The cost is already becoming manifest. Likud colleagues, including Finance Minister Yuval Steinitz, are calling for the settlement moratorium to be canceled if Mahmoud Abbas, the Palestinian president, does not return to talks that ended nearly a year ago when Israel invaded Gaza. The point of the 10-month building lull, they say, was to offer a gesture that would bring the Palestinian Authority back to the negotiations.
But the Palestinians have concluded that they can get further by appealing to international bodies than by returning to talks with this Israeli government. Mr. Abbas repeated his rejection of talks without a full settlement freeze at a meeting of the Palestine Liberation Organization’s Central Council on Tuesday. Palestinian politics are also deeply divided not only between Hamas in Gaza and Fatah in the West Bank but also within each group.
A senior Israeli official acknowledged that the building stoppage was also aimed at the Obama administration, which had demanded a settlement freeze last spring.
“The credibility of the United States president is important to Israel, so we had to respond in a positive way,” the official said, speaking on the condition of anonymity. “It was actually decided in the summer, but we waited while the Americans tried to get some response from the Palestinians and Arab states. When that failed, we decided to go ahead anyway.”
The freeze was less than what was demanded by the Americans and the Palestinians. It permits nearly 3,000 units to be completed, includes some 28 public buildings and leaves East Jerusalem out. Still, senior American officials say it will greatly reduce the construction as the months roll on — as many as 15,000 units by some estimates, including one by Mr. Peres. In addition, the American officials say, if the Palestinians return to negotiations, the freeze is likely to be extended.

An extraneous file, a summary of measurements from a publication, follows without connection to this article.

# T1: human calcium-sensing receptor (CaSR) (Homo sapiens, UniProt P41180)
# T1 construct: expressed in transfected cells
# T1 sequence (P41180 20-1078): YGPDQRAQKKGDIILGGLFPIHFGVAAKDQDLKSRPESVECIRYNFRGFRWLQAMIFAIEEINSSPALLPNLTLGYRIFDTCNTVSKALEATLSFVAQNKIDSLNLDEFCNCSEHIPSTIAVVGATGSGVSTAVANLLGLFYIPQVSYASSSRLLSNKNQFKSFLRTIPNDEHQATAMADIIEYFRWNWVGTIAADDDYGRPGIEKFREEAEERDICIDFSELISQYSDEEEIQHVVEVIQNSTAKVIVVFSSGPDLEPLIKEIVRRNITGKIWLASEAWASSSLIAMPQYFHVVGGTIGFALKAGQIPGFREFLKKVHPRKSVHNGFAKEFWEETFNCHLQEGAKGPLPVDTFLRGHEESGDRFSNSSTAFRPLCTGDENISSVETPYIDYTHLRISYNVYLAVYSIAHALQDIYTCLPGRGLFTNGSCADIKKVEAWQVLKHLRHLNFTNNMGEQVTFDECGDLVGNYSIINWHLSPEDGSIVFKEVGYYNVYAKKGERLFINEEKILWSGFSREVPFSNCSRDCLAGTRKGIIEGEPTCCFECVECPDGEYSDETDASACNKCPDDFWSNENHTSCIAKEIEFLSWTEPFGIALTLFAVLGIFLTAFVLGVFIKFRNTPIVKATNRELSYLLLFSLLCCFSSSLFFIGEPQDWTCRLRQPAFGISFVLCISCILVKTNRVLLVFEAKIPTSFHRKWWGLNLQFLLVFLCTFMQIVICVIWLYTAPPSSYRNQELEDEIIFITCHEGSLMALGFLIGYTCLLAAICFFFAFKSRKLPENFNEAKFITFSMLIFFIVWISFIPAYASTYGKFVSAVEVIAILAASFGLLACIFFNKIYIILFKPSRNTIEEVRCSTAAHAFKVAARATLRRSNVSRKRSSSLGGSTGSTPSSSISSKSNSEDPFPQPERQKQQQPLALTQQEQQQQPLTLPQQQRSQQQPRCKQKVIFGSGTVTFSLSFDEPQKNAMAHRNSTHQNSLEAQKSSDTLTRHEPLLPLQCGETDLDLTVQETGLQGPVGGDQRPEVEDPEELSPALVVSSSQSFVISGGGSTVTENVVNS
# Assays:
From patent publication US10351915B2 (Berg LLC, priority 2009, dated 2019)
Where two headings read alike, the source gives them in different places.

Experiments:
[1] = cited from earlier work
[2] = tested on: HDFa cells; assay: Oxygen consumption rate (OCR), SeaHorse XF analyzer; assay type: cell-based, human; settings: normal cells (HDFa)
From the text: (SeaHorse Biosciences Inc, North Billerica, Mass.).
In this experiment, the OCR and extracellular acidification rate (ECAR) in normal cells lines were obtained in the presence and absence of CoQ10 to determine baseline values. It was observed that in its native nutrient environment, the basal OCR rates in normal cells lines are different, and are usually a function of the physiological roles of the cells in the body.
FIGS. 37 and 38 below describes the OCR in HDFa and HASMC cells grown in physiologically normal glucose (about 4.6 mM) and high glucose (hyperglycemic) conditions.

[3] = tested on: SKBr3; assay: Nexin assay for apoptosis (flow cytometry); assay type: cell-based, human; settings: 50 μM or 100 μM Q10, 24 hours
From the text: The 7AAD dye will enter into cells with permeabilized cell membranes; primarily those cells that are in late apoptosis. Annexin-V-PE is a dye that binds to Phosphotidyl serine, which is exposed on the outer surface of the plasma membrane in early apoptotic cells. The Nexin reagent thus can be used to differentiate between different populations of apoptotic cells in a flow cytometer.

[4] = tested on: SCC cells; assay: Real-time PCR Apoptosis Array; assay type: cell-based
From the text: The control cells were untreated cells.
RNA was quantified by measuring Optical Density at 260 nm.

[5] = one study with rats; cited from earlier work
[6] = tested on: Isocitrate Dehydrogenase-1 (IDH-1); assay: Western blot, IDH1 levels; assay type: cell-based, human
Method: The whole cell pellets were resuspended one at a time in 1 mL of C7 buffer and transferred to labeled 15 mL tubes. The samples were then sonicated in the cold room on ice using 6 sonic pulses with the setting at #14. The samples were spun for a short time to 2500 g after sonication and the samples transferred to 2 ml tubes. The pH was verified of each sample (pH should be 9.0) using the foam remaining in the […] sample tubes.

For Israel’s political right, which considers settling in all of the historical land of Israel to be the core mission of Zionism, such a stoppage is clearly painful.
But aides and analysts say the prime minister’s highest priorities are keeping warm relations with Washington and checking Iran’s nuclear development and regional ambition. The United States believes that it will be easier to stop Iran if Israel ends its occupation of the West Bank. Mr. Netanyahu rejects that linkage, saying once Iran is stopped it will be easier to make peace with the Palestinians, since Iran supports anti-peace elements, like Hamas.
But as Israel faces diplomatic isolation over its war in Gaza a year ago, it has decided to yield to the American argument, at least in part.
Dov Weissglas, a top aide to Mr. Sharon when he was prime minister, recently wrote of the need to take this route in an article in Yediot Aharonot. He said that the settlement moratorium was not enough but that it was a sign of promise to be encouraged.
“No one in the world agrees to Israel’s presence in a majority of the Judea and Samaria territories and the continued construction there,” he wrote. “Israeli persistence will bring upon it diplomatic isolation, and this is something that Israel cannot afford. The freeze plan is an attempt to avoid this. It is not important in and of itself, but as a first sign of a process of understanding and sobriety, it is highly meaningful.”